Suns' Front Office Just Getting Started

Barry Gossage/NBAE

The Suns’ front office overhauled the team’s roster last offseason. They swung three trades that netted them young talent (Eric Bledsoe), draft picks (six first-rounders in the next two years) and cap space (upwards of $20 million this summer).

Oh yeah, and they were 23 games better in their first season of work.

The scariest thought for opposing teams? They’re just getting started.

At least that’s what General Manager Ryan McDonough hinted.

“When you get hired in one of these positions that there’s a lot to do in terms of filling out our scouting staff, [Head Coach] Jeff [Hornacek’s] coaching staff, trying to figure out logistically how a lot of things are going to work – [President of Basketball Operations] Lon [Babby] was extremely helpful through that process – it is time consuming,” McDonough admitted. “Now we’re at the point where I think everything is up and running pretty well.”

Just now?

In all seriousness, McDonough’s point is both fair and true. Even the promptness with which the Suns hired him and, later, Jeff Hornacek after the 2012-13 season left little time to prepare a team-specific draft and offseason plan – and that’s not including all the long-term infrastructure mentioned previously.

In the end, the front office made their transition year look a lot smoother than many can appreciate.

“The biggest difference – and this is one of the challenges of the job – the higher up you go in an organization on the basketball side, the more responsibilities you have other than traditional scouting and traveling to watch players,” McDonough said. “You have more responsibilities with the business side, more media responsibilities, more meetings with ownership and things like that. You have to really be disciplined in your approach and you have to make sure you’re making time to watch the players.”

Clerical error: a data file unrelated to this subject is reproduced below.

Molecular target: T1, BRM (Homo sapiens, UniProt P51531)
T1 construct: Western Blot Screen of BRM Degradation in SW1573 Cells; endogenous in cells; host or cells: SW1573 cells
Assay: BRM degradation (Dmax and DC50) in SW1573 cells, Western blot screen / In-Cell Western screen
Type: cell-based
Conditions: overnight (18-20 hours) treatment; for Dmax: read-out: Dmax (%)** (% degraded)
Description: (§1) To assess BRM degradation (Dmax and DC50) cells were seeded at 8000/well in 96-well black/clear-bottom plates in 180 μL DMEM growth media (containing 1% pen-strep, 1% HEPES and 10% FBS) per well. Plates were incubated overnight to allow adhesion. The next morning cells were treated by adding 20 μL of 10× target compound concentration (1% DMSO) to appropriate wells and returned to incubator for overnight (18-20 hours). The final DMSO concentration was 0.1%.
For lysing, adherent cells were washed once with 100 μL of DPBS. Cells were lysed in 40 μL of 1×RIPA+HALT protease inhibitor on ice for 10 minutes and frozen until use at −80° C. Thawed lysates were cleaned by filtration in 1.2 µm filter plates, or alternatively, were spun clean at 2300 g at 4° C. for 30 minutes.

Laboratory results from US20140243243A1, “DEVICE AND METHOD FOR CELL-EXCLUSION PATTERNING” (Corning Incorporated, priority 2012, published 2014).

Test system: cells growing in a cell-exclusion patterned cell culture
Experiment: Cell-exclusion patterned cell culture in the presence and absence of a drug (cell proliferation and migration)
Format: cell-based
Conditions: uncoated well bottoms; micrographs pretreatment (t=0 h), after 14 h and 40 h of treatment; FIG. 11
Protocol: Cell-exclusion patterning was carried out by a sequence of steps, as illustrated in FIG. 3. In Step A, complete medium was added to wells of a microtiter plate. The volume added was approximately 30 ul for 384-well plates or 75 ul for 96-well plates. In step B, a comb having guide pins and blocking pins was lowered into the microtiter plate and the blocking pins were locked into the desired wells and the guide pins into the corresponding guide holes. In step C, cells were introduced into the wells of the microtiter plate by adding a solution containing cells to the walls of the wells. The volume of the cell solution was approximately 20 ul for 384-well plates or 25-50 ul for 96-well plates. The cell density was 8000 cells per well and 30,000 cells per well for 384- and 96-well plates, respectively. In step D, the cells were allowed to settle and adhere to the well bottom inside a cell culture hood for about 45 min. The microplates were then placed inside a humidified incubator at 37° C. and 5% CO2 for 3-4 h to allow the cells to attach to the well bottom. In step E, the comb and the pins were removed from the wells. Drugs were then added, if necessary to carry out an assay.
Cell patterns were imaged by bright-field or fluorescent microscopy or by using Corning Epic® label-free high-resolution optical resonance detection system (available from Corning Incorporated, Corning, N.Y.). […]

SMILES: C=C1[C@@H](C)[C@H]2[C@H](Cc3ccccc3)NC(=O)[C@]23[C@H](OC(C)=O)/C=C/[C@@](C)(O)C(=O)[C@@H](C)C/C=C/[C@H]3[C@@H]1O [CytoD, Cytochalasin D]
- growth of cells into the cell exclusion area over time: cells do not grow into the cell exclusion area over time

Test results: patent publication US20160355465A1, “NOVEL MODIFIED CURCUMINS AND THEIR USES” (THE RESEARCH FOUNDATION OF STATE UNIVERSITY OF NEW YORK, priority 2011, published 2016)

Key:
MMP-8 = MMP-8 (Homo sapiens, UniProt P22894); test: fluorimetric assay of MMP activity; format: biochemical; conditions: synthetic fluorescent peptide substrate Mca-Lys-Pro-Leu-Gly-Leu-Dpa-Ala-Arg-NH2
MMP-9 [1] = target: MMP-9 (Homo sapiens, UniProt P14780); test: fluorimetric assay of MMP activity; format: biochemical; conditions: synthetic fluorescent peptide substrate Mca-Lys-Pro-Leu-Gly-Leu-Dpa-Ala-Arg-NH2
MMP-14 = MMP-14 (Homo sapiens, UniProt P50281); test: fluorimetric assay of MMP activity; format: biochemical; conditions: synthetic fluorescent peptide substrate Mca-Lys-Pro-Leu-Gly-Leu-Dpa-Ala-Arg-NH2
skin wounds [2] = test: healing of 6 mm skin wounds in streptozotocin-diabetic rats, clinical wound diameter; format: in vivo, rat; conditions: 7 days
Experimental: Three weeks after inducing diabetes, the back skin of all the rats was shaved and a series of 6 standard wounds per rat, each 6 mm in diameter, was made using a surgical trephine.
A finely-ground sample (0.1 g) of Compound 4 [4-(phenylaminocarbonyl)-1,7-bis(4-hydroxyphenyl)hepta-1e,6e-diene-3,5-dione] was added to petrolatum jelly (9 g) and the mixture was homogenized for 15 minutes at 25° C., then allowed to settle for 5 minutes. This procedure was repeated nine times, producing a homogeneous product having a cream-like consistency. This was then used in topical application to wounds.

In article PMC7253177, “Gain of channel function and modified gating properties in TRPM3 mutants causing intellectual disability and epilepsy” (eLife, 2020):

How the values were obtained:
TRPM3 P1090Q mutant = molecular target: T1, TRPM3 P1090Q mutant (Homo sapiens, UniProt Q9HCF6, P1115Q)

All those responsibilities required delegation, all of which was assigned during the offseason. That doesn’t account for the time needed to establish a rythmn, patterns of communication and routines, whether it’s month-to-month, game-to-game or even day-to-day.

With those now established and settled, McDonough feels he and his team will be further enabled to maximize the Suns’ assets and potential.

“We all know what we’re supposed to do and what our roles are,” McDonough said. “It’s all basketball. We can focus on the players and their development in getting better. Obviously we’re extremely proud of the step we took this year.”